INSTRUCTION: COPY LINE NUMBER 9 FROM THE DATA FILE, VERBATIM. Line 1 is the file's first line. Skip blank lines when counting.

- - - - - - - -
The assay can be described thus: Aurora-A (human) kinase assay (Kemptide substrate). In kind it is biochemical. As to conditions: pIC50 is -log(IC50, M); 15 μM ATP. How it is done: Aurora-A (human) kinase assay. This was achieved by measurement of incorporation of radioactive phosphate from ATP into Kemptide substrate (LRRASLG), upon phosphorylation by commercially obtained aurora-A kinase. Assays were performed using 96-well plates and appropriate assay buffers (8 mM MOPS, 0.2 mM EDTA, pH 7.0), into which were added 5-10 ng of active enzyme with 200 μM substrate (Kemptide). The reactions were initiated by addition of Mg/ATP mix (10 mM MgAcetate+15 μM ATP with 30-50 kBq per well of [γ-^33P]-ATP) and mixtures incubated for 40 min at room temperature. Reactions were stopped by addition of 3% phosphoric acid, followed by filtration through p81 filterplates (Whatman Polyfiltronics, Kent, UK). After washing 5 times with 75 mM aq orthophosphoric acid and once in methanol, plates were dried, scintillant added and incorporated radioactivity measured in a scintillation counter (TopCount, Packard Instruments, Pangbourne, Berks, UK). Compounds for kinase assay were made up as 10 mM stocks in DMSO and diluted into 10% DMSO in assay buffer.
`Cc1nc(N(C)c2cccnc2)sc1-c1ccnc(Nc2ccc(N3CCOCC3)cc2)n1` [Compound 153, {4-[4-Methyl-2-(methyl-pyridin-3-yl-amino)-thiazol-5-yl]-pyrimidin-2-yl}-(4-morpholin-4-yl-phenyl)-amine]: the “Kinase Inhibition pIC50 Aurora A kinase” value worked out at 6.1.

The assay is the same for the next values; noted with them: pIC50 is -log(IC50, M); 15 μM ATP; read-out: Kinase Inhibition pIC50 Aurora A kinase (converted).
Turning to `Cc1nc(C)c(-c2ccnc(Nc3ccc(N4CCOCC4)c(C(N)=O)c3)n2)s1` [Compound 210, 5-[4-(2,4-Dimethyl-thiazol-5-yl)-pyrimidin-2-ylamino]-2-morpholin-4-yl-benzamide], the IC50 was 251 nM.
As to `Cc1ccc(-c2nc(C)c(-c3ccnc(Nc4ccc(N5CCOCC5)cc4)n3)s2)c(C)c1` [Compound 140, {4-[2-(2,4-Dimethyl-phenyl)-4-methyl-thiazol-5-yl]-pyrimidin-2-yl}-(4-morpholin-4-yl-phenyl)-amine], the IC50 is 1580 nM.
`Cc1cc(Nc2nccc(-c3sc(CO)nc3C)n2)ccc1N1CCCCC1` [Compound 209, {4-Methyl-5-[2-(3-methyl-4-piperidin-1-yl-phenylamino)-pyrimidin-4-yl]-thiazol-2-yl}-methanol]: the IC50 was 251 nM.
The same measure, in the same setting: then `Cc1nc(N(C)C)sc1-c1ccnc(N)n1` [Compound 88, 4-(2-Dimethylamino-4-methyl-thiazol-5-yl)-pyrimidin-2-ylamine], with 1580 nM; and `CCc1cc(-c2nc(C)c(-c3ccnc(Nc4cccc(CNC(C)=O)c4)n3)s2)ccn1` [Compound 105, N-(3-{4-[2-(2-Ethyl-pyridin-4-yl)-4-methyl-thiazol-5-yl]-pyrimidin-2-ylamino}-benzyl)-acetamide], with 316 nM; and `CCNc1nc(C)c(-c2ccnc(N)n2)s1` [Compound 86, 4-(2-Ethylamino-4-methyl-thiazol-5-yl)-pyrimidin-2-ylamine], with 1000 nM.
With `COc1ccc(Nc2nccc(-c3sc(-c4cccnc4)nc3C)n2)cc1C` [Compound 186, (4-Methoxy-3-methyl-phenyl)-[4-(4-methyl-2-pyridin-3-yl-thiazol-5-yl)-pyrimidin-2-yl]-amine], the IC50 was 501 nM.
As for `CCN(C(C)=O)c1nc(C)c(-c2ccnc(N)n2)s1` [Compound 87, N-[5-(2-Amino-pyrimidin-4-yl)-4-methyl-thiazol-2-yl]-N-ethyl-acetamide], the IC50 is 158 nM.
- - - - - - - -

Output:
As for `CCN(C(C)=O)c1nc(C)c(-c2ccnc(N)n2)s1` [Compound 87, N-[5-(2-Amino-pyrimidin-4-yl)-4-methyl-thiazol-2-yl]-N-ethyl-acetamide], the IC50 is 158 nM.